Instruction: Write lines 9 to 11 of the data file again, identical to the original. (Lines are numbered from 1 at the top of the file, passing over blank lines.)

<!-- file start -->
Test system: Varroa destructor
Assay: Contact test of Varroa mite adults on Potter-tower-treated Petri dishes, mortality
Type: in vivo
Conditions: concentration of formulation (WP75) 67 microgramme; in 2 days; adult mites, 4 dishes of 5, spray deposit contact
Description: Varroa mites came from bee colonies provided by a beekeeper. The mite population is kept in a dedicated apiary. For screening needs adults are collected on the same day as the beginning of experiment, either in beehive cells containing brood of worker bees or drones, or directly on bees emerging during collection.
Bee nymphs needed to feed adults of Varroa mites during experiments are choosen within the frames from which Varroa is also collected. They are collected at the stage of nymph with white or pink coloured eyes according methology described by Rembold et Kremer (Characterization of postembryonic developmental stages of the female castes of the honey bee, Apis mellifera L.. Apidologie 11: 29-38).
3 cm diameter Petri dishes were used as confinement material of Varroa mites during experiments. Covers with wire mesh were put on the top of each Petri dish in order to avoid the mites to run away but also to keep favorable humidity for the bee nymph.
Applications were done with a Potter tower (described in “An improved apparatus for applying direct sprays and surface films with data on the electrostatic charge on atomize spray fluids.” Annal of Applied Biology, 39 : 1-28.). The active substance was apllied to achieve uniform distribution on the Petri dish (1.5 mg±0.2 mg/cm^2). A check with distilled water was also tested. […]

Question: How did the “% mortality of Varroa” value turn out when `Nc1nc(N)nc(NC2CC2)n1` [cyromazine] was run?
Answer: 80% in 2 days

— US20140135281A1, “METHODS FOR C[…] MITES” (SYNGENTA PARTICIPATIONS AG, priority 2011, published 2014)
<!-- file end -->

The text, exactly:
Question: How did the “% mortality of Varroa” value turn out when `Nc1nc(N)nc(NC2CC2)n1` [cyromazine] was run?
Answer: 80% in 2 days

— US20140135281A1, “METHODS FOR C[…] MITES” (SYNGENTA PARTICIPATIONS AG, priority 2011, published 2014)